Kollwitz knew the pain and loss of war, and she knew how to share that pain and loss with the world. If you should find yourself in Berlin, I urge you to visit her museum and also to visit the Neue Wache memorial to the victims of war and dictatorship.

Here’s a link to the Käthe Kollwitz museum in Berlin:

The Grieving Parents (Memorial to Peter Kollwitz, killed in World War I), Vladslo German war cemetery, Belgium

“Members of the jury, you have just found Jesus Christ guilty”: Remembering the Catonsville Nine


W.J. Astore

In May 1968, nine Catholic activists set fire to draft records in Catonsville, Maryland, in a deliberate act of sabotage and protest against the Vietnam War.  For the crime of destroying government property, a crime they freely admitted, they were tried in federal court in Baltimore and found guilty.  I’ve been reading the edited trial transcript (with commentary) by Daniel Berrigan, one of the Catonsville Nine and a Catholic priest.  What unified these nine people was their moral opposition to the Vietnam War, a moral revulsion to the acts their country was committing in Vietnam, a revulsion that drove them to burn draft records with a weak brew of homemade napalm so as to gain the attention of their fellow citizens.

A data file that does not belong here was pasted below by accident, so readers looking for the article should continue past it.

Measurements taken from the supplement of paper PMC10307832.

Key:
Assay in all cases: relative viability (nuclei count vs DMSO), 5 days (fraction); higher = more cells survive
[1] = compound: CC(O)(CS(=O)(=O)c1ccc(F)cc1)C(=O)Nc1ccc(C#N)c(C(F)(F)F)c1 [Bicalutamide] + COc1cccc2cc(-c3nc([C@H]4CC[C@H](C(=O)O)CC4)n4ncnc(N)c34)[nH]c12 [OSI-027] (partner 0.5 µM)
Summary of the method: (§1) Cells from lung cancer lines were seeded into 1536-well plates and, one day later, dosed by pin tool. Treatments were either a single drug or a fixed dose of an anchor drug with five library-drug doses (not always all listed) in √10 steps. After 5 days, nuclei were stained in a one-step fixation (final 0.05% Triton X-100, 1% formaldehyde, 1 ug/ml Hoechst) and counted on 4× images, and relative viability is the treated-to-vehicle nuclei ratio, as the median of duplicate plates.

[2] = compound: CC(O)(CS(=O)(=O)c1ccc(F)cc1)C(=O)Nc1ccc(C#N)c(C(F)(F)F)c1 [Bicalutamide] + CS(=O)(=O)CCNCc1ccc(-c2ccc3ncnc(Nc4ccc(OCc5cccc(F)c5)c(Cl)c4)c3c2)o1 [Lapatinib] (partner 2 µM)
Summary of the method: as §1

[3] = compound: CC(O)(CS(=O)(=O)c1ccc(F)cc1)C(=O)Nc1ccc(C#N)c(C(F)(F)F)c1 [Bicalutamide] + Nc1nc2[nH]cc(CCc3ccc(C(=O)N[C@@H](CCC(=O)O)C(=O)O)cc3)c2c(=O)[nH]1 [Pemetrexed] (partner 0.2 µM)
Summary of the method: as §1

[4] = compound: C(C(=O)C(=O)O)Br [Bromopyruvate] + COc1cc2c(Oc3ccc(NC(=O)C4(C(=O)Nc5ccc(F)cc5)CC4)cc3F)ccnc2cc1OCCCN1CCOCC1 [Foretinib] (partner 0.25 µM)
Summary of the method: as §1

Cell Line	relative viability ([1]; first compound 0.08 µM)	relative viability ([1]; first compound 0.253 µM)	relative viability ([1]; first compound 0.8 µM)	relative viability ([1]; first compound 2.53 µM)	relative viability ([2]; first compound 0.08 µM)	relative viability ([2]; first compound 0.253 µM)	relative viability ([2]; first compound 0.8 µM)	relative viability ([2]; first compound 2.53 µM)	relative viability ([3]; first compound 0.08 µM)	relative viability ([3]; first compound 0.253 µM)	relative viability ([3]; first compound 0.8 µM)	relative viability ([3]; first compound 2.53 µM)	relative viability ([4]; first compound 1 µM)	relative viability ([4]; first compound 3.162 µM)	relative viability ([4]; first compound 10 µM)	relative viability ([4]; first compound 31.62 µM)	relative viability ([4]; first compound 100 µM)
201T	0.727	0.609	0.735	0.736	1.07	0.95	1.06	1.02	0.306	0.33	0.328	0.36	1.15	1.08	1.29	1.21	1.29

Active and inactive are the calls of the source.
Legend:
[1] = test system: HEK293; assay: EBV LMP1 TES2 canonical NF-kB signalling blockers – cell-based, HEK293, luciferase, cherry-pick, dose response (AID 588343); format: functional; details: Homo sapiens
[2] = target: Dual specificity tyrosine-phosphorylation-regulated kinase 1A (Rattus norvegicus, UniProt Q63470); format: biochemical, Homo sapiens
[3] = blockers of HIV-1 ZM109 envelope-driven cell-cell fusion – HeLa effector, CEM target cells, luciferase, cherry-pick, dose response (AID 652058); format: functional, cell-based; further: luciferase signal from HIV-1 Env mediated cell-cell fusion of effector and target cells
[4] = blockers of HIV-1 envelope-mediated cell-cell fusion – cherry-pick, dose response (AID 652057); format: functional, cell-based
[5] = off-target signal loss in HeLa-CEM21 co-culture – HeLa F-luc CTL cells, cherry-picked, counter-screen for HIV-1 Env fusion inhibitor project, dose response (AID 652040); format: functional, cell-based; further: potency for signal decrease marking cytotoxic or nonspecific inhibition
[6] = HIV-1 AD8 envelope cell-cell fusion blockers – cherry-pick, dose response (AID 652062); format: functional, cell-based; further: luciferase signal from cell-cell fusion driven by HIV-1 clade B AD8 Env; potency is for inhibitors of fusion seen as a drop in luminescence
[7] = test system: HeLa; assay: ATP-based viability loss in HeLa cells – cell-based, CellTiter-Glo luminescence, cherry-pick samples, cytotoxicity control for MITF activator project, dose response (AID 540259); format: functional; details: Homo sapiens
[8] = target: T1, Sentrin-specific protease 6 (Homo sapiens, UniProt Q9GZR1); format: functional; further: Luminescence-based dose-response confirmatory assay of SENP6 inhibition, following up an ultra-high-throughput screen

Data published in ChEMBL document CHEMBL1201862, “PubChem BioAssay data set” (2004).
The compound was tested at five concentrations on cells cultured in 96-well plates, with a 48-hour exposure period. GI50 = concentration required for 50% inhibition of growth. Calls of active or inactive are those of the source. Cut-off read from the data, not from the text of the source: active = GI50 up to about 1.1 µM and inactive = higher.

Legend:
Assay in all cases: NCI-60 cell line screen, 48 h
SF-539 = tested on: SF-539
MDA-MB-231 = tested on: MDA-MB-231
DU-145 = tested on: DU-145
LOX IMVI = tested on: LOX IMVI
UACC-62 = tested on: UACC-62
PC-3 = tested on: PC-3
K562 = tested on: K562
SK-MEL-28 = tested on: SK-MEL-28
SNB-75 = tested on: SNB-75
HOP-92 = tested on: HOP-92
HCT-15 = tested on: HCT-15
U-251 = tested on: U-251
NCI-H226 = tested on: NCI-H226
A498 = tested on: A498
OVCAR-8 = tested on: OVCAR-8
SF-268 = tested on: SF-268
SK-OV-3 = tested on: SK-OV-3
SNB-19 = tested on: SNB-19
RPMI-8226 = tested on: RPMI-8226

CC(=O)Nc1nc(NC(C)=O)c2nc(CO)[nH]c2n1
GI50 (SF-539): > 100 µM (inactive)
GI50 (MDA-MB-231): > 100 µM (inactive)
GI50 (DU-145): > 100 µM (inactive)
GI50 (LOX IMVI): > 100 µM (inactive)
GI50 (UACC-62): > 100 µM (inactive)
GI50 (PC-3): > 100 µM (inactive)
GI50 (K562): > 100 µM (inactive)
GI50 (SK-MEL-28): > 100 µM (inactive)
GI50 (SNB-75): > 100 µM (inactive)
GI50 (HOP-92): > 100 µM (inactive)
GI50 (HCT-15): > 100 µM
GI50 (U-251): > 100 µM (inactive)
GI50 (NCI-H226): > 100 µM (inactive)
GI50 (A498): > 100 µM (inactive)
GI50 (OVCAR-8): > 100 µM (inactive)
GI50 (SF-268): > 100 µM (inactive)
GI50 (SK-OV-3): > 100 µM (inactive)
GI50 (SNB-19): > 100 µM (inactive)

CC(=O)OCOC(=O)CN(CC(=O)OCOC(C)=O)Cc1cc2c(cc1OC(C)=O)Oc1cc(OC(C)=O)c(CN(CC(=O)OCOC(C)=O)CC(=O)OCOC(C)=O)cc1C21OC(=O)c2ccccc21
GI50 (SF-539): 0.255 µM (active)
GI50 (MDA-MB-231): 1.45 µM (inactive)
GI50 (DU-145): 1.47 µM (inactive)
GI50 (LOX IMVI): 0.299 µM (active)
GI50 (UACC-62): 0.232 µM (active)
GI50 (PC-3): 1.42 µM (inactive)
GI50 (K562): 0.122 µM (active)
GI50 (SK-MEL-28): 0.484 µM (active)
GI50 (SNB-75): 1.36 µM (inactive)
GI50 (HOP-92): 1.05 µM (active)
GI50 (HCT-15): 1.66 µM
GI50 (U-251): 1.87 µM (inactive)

On this Easter Weekend, I would like to focus on a few of the statements made by the Catonsville Nine, as recorded by Daniel Berrigan in “The Trial of the Catonsville Nine.”

Statement by Philip Berrigan

We have been accused of arrogance
But what of the fantastic arrogance … of our leaders
What of their crimes against the people … the poor and powerless
Still no court will try them … no jail will receive them
They live in righteousness … They will die in honor